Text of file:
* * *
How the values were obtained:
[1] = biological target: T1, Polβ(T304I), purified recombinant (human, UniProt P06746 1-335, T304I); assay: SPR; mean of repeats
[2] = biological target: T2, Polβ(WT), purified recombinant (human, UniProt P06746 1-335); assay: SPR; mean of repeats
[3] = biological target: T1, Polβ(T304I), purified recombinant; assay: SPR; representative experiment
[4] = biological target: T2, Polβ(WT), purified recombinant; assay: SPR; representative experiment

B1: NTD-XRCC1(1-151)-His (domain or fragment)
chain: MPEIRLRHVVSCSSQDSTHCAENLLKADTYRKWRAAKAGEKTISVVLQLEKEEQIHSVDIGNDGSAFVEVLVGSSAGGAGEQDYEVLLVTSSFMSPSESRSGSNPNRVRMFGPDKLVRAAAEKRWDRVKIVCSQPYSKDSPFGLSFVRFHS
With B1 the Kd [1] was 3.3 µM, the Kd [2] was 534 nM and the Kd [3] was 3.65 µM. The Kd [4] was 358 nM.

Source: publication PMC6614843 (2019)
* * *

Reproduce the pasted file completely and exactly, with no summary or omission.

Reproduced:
How the values were obtained:
[1] = biological target: T1, Polβ(T304I), purified recombinant (human, UniProt P06746 1-335, T304I); assay: SPR; mean of repeats
[2] = biological target: T2, Polβ(WT), purified recombinant (human, UniProt P06746 1-335); assay: SPR; mean of repeats
[3] = biological target: T1, Polβ(T304I), purified recombinant; assay: SPR; representative experiment
[4] = biological target: T2, Polβ(WT), purified recombinant; assay: SPR; representative experiment

B1: NTD-XRCC1(1-151)-His (domain or fragment)
chain: MPEIRLRHVVSCSSQDSTHCAENLLKADTYRKWRAAKAGEKTISVVLQLEKEEQIHSVDIGNDGSAFVEVLVGSSAGGAGEQDYEVLLVTSSFMSPSESRSGSNPNRVRMFGPDKLVRAAAEKRWDRVKIVCSQPYSKDSPFGLSFVRFHS
With B1 the Kd [1] was 3.3 µM, the Kd [2] was 534 nM and the Kd [3] was 3.65 µM. The Kd [4] was 358 nM.

Source: publication PMC6614843 (2019)